How much does the sea lion hazing cost and where does the money come from?

HB 3255 authorizes ODFW to spend $112,932 for the 2013 sea lion hazing program. Those funds are provided from revenue generated by the sale of hunting and fishing licenses. No general tax dollars are used to fund this program.

How many employees are involved?

Seven ODFW employees are employed directly by the sea lion hazing program. In addition, the program is supported by an experienced fish biologist and other staff members as a part of their regular duties.

Does the sea lion hazing crew need special training?

Safety is paramount. The area where the hazing takes place is very dangerous whether hazing from the water or land. All crew members are trained in CPR and boating safety.  They also are trained in the safe use of firearms and explosive acoustical devices that are used in the sea lion hazing program.

What kinds of munitions and other special equipment are used in this program?

Hazing crews use “cracker shells” – essentially firecrackers that are shot out above the water from a 12- gauge shotgun. Cracker shells explode near the surface of water and make a loud “bang” that typically scares  the sea lions out of the area. Crew members also use “seal bombs” – small waterproof pyrotechnic devices that are designed to go off underwater.  Three crew members work from an 18-foot aluminum boat.  One person operates the boat and looks for sea lions, a second person uses the shotgun, and the third person deploys the seal bombs. A fourth crew member is stationed on a catwalk above the fish ladders at Willamette Falls and operates a handheld radio and shotgun armed with cracker shells.  The hazing crew members are always equipped with eye and ear protection, rain gear, and data sheets noting the location of sea lions, predation, and other information.

Are these methods humane?

ODFW has been hazing sea lions for a number of years and there doesn’t appear to be any harm to the animals as a result of the hazing activities. The primary purpose of hazing is to get the sea lions to leave the falls area and move down river.

Will people in the surrounding neighborhoods be able to hear these activities?

ODFW is very sensitive to the concerns that surrounding neighborhoods have regarding the noise generated by the hazing program. People in the surrounding areas will hear loud “bangs” that sound like fireworks. These noises will be intermittent throughout the day and muffled in some cases by the sound of Willamette Falls, the Willamette River, and traffic along the I-205 freeway. Because hazing is taking place during daylight hours, we hope that the noises will be muffled by the normal traffic and work activities in that area. We also hope the sea lions will learn they are unwelcome around the falls, reducing the need for the use of pyrotechnics to drive them downstream.

Are California sea lions native to the Willamette River?

California sea lions are found all along the west coast of North America from Mexico to southeast Alaska, including the mouth of the Columbia River. However, in recent years their numbers and distribution have increased significantly in the Columbia River system all the way upriver to Bonneville Dam. Until the early 1980s, it was uncommon to see a California sea lion in the Columbia River. Since then, migrant animals from California and Mexico have appeared in the river seasonally from January to late May in dramatically increasing. A 2006 survey conducted by the Washington Department of Fish and Wildlife (WDFW) estimated up to 1,200 California sea lions and 1,000 Steller sea lions in the lower Columbia River. The California sea lion population has grown from about 10,000 animals to about 300,000 today.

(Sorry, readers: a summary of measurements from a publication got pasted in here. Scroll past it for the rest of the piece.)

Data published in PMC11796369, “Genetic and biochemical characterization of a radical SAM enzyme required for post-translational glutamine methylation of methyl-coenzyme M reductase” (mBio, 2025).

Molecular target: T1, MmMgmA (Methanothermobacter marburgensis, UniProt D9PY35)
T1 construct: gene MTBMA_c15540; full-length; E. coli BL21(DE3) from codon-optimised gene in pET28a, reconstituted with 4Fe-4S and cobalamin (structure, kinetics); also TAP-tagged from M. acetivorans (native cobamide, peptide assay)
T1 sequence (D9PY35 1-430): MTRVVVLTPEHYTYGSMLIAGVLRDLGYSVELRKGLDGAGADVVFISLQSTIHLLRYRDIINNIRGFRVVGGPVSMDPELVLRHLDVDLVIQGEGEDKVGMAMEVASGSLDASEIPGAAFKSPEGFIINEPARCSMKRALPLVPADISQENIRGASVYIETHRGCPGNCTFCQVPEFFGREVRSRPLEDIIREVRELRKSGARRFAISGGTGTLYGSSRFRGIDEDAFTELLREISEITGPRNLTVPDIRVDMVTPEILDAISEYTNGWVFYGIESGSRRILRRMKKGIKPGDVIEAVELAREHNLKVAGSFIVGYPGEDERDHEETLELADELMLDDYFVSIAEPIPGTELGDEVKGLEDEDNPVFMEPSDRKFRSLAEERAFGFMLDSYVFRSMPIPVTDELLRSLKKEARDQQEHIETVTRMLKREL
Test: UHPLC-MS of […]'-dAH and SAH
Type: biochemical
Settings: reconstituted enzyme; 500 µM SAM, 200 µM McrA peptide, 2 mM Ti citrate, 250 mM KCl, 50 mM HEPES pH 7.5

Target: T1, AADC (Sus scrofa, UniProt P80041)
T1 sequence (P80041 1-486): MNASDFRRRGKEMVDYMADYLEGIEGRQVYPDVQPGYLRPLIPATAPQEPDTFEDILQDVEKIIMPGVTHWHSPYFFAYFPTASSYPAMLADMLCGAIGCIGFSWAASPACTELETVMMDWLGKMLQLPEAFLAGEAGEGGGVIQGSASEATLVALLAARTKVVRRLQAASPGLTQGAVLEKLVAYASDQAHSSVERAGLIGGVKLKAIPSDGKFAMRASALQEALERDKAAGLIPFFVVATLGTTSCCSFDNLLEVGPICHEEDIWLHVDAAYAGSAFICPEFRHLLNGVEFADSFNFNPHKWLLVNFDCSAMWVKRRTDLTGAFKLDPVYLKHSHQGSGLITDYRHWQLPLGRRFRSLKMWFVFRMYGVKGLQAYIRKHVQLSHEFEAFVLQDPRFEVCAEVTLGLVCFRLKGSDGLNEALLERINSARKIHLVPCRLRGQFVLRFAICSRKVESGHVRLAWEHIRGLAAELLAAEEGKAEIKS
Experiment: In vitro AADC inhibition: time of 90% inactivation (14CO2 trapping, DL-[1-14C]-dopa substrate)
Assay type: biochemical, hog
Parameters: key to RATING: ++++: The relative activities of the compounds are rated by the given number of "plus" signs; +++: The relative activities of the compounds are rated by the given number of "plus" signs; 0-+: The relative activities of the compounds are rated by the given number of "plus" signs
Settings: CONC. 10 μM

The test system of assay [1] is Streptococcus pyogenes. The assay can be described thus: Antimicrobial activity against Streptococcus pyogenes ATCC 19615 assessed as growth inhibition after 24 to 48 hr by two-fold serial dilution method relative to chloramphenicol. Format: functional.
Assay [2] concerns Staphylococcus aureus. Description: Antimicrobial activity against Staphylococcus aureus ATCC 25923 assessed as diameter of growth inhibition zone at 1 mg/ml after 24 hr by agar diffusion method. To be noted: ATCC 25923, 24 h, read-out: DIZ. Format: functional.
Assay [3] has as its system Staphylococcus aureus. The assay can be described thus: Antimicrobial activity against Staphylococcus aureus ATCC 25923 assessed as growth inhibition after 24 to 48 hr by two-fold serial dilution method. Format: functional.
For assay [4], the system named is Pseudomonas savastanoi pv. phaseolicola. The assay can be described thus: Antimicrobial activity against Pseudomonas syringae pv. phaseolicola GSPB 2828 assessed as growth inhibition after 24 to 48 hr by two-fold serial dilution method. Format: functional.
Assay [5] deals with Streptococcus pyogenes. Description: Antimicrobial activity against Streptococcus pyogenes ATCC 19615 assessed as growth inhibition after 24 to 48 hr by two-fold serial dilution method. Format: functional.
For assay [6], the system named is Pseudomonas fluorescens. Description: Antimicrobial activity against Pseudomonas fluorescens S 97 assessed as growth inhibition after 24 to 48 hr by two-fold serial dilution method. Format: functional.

What other actions are being taken to protect at-risk stocks?

  • There are many sources of risk to wild salmon and steelhead in the Willamette River and its tributaries.  Some of those risks have been addressed that have and are being addressed by federal, state, tribal and local governments. For example:
  • Millions of dollars have been spent restoring spawning habitat
  • Millions more have been spent to make hydroelectric dams more “fish friendly”
  • Fisheries have been reduced substantially
  • Hatchery programs have been modified to reduce the impact of hatchery fish on wild populations

Sea lion predation is a relatively new and major risk that needs to be addressed.

Where can I find out more about ODFW’s efforts to control sea lion predation?

ODFW has information about California sea lion control on its website.

What can anglers do to deter problem sea lions that try to take their fish?

Under the Marine Mammal Protection Act, regulatory authority over sea lions rests exclusively with the federal agency, NOAA Fisheries. NOAA Fisheries’ Northwest Regional Office has posted a website that answers many of the questions anglers may have about protecting themselves from aggressive sea lions while fishing. ODFW encourages anglers to visit NOAA Fisheries’ Deterring Problem Seals & Sea Lion page.